Wichita State Shockers

‘It’s going to happen:’ Loren Hibbs returns to WSU baseball confident of turnaround

After 27 seasons building the Charlotte baseball program essentially from the ground up, Loren Hibbs announced his retirement as head coach on Friday in order to join Eric Wedge’s staff at Wichita State as the program’s director of operations.

Like Wedge, this will be a homecoming for Hibbs, 58, a Wellington native who was a star outfielder for WSU from 1982-84 and an assistant coach for the Shockers from 1985-92. In the 27 years since, Hibbs became Charlotte’s all-time winningest coach, compiled an 819-682-5 record and led the 49ers to seven regular season conference championships, four conference tournament titles and five NCAA Tournament appearances.

So why was the appeal of returning to his alma mater in a lesser role too hard to turn down now?

“Because we’re going to get this thing turned around. It’s going to happen, I’m telling you right now,” Hibbs told The Eagle. “Don’t take that as me being arrogant, it’s just that is the mentality that goes with being a Shocker baseball alum. That mentality centers around toughness and treating people the right way and the things Eric talked about in his press conference.

“Nobody can predict a timeline on this thing, but when you get those qualities back and put the right people in place and get the right players, it might take a little bit of time but it’s going to happen. People need to get on board right now.”

In the three weeks since WSU athletic director Darron Boatright parted ways with coach Todd Butler, the WSU baseball program has taken a turn to return to its roots. Boatright hired Wedge, a standout catcher for WSU from 1987-89, who then decided to retain Mike Pelfrey, who pitched for the Shockers from 2003-05, as the team’s pitching coach, and hired Hibbs.

The hires have rejuvenated a program that has seen its attendance dip in recent years and hasn’t played in an NCAA Regional since 2013, a Super Regional since 2008 and a College World Series since 1996.

Adding Hibbs to his staff is a home run hire for Wedge, who has a wealth of professional managerial experience but none in recruiting or the day-to-day aspects of the college game. Hibbs fills those voids and with him taking the director of operations job, it allows Wedge to hire another experienced coach on his staff for the lead assistant role.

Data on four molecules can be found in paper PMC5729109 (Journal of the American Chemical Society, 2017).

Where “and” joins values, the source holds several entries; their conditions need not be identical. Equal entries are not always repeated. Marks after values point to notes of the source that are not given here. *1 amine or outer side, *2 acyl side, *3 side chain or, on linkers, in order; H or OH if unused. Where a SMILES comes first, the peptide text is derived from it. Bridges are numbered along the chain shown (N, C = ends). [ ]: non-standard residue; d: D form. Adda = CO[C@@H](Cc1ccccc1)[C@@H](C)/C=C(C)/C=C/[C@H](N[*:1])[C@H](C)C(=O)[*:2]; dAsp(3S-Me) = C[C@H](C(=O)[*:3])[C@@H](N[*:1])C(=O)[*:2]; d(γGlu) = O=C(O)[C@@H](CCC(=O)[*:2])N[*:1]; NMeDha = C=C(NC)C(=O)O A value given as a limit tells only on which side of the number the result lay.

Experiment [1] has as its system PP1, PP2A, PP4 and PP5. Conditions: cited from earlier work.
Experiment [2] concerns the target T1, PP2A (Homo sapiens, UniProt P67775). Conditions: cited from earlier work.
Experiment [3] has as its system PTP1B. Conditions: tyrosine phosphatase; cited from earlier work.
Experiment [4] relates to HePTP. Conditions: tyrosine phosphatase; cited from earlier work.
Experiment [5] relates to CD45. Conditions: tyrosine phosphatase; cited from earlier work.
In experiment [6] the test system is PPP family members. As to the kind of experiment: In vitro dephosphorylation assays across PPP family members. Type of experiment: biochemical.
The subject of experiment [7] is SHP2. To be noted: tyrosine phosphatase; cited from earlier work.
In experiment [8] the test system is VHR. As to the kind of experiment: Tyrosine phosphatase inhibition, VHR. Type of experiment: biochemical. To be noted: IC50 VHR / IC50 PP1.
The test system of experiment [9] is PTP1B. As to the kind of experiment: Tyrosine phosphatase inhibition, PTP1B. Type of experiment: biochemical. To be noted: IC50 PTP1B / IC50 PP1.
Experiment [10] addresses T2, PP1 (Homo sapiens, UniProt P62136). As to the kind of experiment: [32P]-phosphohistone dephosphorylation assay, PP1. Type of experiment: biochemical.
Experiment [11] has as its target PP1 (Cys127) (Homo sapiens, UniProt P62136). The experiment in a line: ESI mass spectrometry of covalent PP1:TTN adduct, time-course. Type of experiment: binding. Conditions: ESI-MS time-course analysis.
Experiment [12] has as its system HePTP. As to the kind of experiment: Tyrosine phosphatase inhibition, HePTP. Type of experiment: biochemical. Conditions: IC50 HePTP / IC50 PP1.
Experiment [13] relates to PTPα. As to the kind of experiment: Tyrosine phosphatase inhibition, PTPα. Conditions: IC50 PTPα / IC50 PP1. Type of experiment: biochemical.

“I honestly didn’t think we would be able to check off as many boxes with one hire like we did,” Wedge said of Hibbs. “He’s somebody that’s done everything in college baseball as a player, as an assistant, as a head coach. He’s worn all of the hats. To have someone like that right by my side is invaluable, especially at the outset. I can’t say enough about how great it is to have him back in the family.”

Leaving Charlotte was a difficult decision for Hibbs. For starters, there’s a sense of ownership after 27 years. It’s also been home for nearly three decades for Hibbs and his wife, Lisa, and three children.

When Hibbs saw WSU had hired Wedge, who he called “the best leader besides (former WSU coach) Gene Stephenson I’ve ever been around,” Hibbs was intrigued about the possibilities at his alma mater. But leaving wouldn’t have been an option if Hibbs didn’t feel good about leaving Charlotte’s program with a talented roster, above-average facilities and a promising future.

“Having that talk with my players is the hardest conversation because they understand how much I love Charlotte, but they also know Wichita State is my school,” Hibbs said. “Our players at Charlotte got to hear a lot of stories and a lot of things that happened in Wichita during my time there. They understand what it means to me and it’s just part of who I am. That’s just special when you get a chance to come back to my school and my community and basically come full circle.”

Charlotte athletic director Mike Hill understood as much in his statement in Charlotte’s release.

“Loren Hibbs has given his heart and soul to this program,” Hill said. “We are sad to see him go, but understand and respect his desire to return to his alma mater. In many ways, he is leaving home to return home. We owe him a debt of gratitude for all he has done for the Niners’ baseball program, and we wish him and Lisa the very best.”

Like Wedge, Hibbs doesn’t want to put a time table on when WSU will return to postseason play. And he more than anybody understands the new challenges in college baseball, but Hibbs is also confident that it can and will be done again at WSU.

“I’ve been doing this for 35 years now in Division I and it’s a lot harder to win now than it was back in the 1980s and that’s nothing against our generation of guys who were there,” Hibbs said. “But it’s just harder. There’s more programs that are putting money in and more emphasis on player development. But when you look at Wichita State and the tradition and the leadership now with Eric, we’ve got a great chance.

“We’re going to need everybody’s support in the community and we need to make Eck Stadium the toughest place to play in the AAC. We’re going to need that help to turn things around and get things going back in the right direction.”

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